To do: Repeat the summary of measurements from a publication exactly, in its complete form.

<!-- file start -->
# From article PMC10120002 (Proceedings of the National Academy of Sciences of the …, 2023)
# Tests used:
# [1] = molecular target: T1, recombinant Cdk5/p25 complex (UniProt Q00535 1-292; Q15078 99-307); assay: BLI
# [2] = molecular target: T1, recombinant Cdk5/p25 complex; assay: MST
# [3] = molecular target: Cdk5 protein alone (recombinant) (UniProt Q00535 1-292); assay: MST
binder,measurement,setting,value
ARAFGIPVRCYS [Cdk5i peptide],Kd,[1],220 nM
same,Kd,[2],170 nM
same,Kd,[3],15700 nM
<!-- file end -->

# From article PMC10120002 (Proceedings of the National Academy of Sciences of the …, 2023)
# Tests used:
# [1] = molecular target: T1, recombinant Cdk5/p25 complex (UniProt Q00535 1-292; Q15078 99-307); assay: BLI
# [2] = molecular target: T1, recombinant Cdk5/p25 complex; assay: MST
# [3] = molecular target: Cdk5 protein alone (recombinant) (UniProt Q00535 1-292); assay: MST
binder,measurement,setting,value
ARAFGIPVRCYS [Cdk5i peptide],Kd,[1],220 nM
same,Kd,[2],170 nM
same,Kd,[3],15700 nM